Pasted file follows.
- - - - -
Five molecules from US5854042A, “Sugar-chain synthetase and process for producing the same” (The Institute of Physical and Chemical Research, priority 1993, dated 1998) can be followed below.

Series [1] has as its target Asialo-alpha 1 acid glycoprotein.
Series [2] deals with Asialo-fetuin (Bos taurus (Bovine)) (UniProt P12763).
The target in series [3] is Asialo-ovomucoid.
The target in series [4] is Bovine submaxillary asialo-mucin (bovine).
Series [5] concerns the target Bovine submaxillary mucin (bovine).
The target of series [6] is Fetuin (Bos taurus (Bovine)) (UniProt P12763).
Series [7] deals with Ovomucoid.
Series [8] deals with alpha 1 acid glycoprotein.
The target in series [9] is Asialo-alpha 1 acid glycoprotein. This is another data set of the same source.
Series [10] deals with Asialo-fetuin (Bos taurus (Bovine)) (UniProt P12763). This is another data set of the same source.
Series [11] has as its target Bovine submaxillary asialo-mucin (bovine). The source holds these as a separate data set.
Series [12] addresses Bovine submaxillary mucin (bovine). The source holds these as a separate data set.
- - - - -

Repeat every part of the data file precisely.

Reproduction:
Five molecules from US5854042A, “Sugar-chain synthetase and process for producing the same” (The Institute of Physical and Chemical Research, priority 1993, dated 1998) can be followed below.

Series [1] has as its target Asialo-alpha 1 acid glycoprotein.
Series [2] deals with Asialo-fetuin (Bos taurus (Bovine)) (UniProt P12763).
The target in series [3] is Asialo-ovomucoid.
The target in series [4] is Bovine submaxillary asialo-mucin (bovine).
Series [5] concerns the target Bovine submaxillary mucin (bovine).
The target of series [6] is Fetuin (Bos taurus (Bovine)) (UniProt P12763).
Series [7] deals with Ovomucoid.
Series [8] deals with alpha 1 acid glycoprotein.
The target in series [9] is Asialo-alpha 1 acid glycoprotein. This is another data set of the same source.
Series [10] deals with Asialo-fetuin (Bos taurus (Bovine)) (UniProt P12763). This is another data set of the same source.
Series [11] has as its target Bovine submaxillary asialo-mucin (bovine). The source holds these as a separate data set.
Series [12] addresses Bovine submaxillary mucin (bovine). The source holds these as a separate data set.